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Underfunding in the NHS means that ground-breaking treatments for cancer and dementia could be denied to patients on the grounds that they are “unaffordable”.

A number of dementia treatments are now in late-stage trials. If one proves successful in slowing the onset of the disease, and is subsequently approved by the National Institute of Health and Care Excellence (Nice), it will now be subject to a further “affordability” review by Health chiefs.

Advocates at NHS England claim that the review will not mean that access to life-saving medicines is denied or delayed because Nice will have to approve the terms of the restrictions as “reasonable”. But Nice also has affordability at its core.

All patients are legally entitled to treatments provided that they are approved by Nice as cost-effective. In real terms, this means that drugs are approved if they cost less than £30,000 for every year of good quality life they provide.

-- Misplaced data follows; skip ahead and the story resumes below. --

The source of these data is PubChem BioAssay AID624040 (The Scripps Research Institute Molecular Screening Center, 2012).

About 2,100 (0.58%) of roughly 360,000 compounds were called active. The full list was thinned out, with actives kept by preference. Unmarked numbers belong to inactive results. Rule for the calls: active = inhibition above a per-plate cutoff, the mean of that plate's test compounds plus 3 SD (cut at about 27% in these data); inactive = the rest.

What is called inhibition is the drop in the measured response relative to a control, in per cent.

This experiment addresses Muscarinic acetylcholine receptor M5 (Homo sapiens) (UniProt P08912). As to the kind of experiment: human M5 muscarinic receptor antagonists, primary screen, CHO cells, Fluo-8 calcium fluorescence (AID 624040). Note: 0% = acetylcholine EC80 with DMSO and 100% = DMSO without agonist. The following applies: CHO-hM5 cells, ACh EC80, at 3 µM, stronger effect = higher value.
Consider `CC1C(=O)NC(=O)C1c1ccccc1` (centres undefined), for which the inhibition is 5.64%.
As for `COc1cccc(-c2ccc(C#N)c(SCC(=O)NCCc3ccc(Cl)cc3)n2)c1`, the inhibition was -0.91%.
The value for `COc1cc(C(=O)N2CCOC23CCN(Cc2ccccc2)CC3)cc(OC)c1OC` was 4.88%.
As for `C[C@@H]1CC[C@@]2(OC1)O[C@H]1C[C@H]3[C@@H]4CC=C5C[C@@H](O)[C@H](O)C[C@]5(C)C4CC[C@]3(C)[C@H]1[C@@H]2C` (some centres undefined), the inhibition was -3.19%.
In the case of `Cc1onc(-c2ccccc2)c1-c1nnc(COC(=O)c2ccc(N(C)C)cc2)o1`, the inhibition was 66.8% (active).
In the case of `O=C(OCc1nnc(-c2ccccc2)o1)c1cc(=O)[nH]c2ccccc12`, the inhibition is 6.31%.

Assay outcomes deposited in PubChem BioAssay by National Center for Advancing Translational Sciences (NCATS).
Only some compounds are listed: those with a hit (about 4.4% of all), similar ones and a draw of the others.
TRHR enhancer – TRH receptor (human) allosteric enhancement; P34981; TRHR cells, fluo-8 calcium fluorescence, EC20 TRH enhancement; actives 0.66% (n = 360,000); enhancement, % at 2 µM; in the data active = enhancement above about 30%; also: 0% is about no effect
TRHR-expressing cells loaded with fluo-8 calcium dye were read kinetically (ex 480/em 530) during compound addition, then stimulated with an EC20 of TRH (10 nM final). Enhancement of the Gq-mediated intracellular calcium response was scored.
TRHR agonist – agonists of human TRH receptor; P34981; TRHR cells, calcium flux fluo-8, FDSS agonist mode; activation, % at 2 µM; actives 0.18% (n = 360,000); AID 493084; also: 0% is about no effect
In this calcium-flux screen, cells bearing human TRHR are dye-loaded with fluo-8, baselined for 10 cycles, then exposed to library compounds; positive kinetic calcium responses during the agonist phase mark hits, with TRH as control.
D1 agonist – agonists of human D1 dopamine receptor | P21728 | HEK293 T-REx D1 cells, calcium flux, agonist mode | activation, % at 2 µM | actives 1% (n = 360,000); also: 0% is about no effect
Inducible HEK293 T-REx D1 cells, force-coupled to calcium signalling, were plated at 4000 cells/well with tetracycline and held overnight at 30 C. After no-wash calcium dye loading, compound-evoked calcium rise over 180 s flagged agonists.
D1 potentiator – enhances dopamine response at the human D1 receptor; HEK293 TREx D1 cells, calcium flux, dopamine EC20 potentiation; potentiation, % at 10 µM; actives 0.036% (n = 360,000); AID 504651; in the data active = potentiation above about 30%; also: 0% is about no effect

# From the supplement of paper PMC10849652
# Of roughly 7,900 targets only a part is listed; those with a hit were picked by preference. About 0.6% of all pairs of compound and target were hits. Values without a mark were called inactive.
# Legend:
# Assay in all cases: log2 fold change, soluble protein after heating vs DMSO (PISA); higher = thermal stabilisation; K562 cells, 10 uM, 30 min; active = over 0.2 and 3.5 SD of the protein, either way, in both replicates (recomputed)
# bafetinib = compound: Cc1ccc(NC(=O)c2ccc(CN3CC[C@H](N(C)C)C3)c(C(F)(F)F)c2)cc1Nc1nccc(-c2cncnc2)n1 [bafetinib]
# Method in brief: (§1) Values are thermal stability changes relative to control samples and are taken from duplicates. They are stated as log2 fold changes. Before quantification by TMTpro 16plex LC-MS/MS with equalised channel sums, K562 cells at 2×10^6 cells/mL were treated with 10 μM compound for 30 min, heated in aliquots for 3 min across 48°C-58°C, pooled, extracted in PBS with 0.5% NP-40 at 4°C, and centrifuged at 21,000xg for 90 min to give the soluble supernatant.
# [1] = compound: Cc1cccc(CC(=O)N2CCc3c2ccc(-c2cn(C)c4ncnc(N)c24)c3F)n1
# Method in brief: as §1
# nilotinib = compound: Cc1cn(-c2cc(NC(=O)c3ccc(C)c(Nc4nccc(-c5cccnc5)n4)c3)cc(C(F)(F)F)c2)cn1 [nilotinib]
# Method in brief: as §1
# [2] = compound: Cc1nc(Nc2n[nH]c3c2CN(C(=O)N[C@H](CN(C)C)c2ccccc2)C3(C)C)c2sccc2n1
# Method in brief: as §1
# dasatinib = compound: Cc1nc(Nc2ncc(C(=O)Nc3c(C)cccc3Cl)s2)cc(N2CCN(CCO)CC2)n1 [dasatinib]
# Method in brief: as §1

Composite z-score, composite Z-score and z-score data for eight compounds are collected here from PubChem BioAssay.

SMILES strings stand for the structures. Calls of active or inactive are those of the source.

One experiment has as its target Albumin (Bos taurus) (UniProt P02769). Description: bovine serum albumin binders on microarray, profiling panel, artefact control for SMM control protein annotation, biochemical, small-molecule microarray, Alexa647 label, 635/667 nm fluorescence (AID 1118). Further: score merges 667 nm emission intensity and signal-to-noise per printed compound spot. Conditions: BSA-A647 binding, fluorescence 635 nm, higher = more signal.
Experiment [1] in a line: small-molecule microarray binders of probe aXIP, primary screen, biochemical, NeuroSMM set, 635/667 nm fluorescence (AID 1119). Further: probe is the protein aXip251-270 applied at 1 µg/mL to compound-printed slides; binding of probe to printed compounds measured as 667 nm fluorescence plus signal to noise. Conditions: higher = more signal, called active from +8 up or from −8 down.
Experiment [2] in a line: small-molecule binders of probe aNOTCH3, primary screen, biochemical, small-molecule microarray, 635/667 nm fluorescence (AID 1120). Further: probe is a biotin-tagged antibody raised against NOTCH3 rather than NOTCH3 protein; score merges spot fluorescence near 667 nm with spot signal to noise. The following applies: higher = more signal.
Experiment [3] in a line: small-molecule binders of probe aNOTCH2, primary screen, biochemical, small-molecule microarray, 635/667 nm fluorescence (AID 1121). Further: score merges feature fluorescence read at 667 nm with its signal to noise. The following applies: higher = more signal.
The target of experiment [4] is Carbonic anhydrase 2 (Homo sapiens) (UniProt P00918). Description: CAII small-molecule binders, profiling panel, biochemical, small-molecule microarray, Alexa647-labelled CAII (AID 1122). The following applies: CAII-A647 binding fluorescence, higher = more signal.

With the Tories’ planning to slash a further £22bn from the NHS budget by 2020, it is difficult to imagine that an extra affordability review will benefit patients.

The underfunding of the NHS is also compounded by the insatiable greed of pharmaceutical corporations. The NHS in England spent £15.5bn on medicines in 2014–2015 — a rise of 19.4% since 2010–2011.

If an effective treatment for cancer or dementia is discovered, patients could be left without treatment as the NHS struggles to shoulder the cost.

It has become commonplace to demand that NHS cuts and sell-offs be halted and reversed. But without also nationalising the pharmaceutical industry, bringing it under democratic workers’ control and management, the NHS will continue to be criminally overcharged for medicine.

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